Israeli-American 'spy' paranoia in Egypt

A spy? Unlikely. But for some, a welcome diversion from the country's problems.

By , Staff writer

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    Egyptian broadsheet newspapers present on their June 13 front page pictures of Ilan Grapel, as Egypt's state security prosecution began questioning the Israeli man suspected of spying for the Mossad intelligence agency, state TV reported.
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On Monday, Egypt's military government said it arrested an Israeli spy, alleging he'd been dispatched to drive a wedge between the Egyptian people and the military, and claimed that he'd been the instigator of Muslim-Christian violence in Cairo.

The accused is 26-year-old Ilan Grapel, a New Yorker who fought for Israel in the 2006 war with Lebanon and appears to have come to Cairo shortly after the popular protests against Hosni Mubarak erupted on Jan. 25. Mr. Grapel openly kept a Facebook page where he posted pictures of himself posing in front of the pyramids and checking out the protests at Tahrir Square. Not very spy-like.

In fact, the chances that Grapel is guilty of any of the things that Egypt's military rulers have accused him of are very, very slim. Instead, what appears to be going on here is the rerun of one of the oldest ploys in the Middle Eastern autocrat's book: Discrediting and distracting with accusations of collaboration with Israel.

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As the protests against Mubarak gathered steam in January and early February, the panicked regime used state television and other propaganda outlets to make wild claims that the protests were being stirred up by Israeli agents and disloyal Egyptians in their employ.

That effort didn't save the doomed Mubarak, though it did whip up a fair bit of latent xenophobia, with violence and suspicion directed toward foreigners seeking to cover the protests. By the time Mubarak fell, murmurs about the need to keep Israeli infiltrators out were not uncommon among the revolutionaries on Tahrir Square.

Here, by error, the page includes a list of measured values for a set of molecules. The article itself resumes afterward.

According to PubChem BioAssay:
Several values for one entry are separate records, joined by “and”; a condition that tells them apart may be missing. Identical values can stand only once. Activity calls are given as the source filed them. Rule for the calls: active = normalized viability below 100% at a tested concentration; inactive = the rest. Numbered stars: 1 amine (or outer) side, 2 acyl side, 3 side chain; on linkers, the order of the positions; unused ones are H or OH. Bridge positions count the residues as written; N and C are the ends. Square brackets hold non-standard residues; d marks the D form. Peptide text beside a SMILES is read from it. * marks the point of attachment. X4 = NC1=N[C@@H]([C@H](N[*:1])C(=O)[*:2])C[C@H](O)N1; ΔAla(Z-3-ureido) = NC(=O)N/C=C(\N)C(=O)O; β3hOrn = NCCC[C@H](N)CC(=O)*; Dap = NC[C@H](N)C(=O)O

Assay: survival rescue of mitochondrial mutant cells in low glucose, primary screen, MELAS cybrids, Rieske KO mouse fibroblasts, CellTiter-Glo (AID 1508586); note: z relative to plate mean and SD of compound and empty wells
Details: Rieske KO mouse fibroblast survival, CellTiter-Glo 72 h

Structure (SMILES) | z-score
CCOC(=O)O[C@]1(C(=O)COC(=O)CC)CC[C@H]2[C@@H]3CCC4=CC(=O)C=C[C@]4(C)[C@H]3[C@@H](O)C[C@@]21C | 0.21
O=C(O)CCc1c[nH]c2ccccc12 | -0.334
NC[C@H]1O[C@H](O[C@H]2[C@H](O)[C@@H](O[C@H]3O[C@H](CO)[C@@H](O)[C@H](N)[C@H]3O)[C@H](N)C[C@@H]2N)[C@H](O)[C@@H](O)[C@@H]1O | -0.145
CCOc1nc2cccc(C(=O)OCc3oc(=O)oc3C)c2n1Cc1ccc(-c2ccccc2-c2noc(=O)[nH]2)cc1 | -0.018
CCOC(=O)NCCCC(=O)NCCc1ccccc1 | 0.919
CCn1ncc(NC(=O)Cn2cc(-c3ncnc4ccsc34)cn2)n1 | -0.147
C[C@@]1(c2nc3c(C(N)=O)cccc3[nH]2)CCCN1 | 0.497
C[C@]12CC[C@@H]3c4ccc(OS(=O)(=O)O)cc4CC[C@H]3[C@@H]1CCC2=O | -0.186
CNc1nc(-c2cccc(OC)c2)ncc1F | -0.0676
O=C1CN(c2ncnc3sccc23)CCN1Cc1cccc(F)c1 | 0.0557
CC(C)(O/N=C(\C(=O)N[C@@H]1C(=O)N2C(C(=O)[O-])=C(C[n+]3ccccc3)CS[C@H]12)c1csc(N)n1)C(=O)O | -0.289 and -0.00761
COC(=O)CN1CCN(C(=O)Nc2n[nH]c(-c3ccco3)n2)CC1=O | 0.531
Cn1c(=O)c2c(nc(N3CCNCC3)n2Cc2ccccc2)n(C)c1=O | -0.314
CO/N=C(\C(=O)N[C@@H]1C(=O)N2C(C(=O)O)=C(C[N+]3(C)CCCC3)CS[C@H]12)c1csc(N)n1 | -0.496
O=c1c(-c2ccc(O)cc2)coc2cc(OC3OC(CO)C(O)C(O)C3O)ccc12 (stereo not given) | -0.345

Now, Egypt is being run by generals who call themselves The Supreme Council for the Armed Forces. They don't exactly represent the democratic change that Egypt's protesters said they wanted. While they do appear eager to get out of the direct governing game, they're also making it clear they're determined to keep intact their privileges and prerogatives – military trials, the ability to use force with impunity, and lack of scrutiny for their financial dealings.

In comes the unfortunate Grapel (who, as frightening as this must be for him, will almost certainly be released; Egypt is heavily reliant on US largesse) and the military comes up with this very odd tale of him being an Israeli spy. (Some Egyptian newspapers say Grapel was "reported" by Egyptian activists, one of the few details I actually believe.)

The Egyptian authorities have told the local press that Grapel visited a church in Cairo's Imbaba neighborhood that was later burned in Muslim-Christian rioting that left 15 dead and appears to have been started by members of the intolerant Salafi sect. The implication appears to be he had something to do with this tragedy – completely ignoring the fact that Christian-Muslim tensions and violent outbursts have been on the rise for years in Egypt, and that the salafis, kept deep underground by Mubarak's security apparatus, have had more room to operate in the new environment.

Anti-Israeli sentiment is strong across Egypt and it's easy to imagine various groups seeking to use it to mobilize for power in whatever new order emerges in the country. Stirring up xenophobic passions is a lot easier than lucidly and convincingly explaining a program to lift the country out of poverty, and the anti-Israeli cudgel is likely to be used by Islamists and Egypt's current military rulers alike.

For the moment, it appears that the generals are running the same ploy tried by Mubarak, but with greater success. Since his fall, there have been growing splits among both activists and average Egyptians alike. While some activists are furious at the use of torture and the suppression of critical voices (for instance, a blogger was given three years in jail for "defaming the military") by Egypt's current rulers, the general public appears willing to give the army time to make good on its reform promises.

The Israel bogeyman is deep in the Egyptian psyche. The country has fought and lost two wars against its Jewish neighbor and in 1954 Israel did carry out a bumbling false flag operation called the Lavon Affair (Egyptian Jews were recruited to set off a series of explosions in Egypt). That past and general distaste for Israel sometimes leads to a distrust of the country and Jews more generally that verges on paranoia.

Years ago in Cairo, I was friendly with a young Jewish-American girl who was studying Arabic at the American University in Cairo. Fond of the theater, she joined the AUC production of a Shakespeare play (I forget which one). About mid-way through rehearsals, though, she had to depart the production. Why? Because some of the Egyptian students had begun whispering that she was a Mossad spy.

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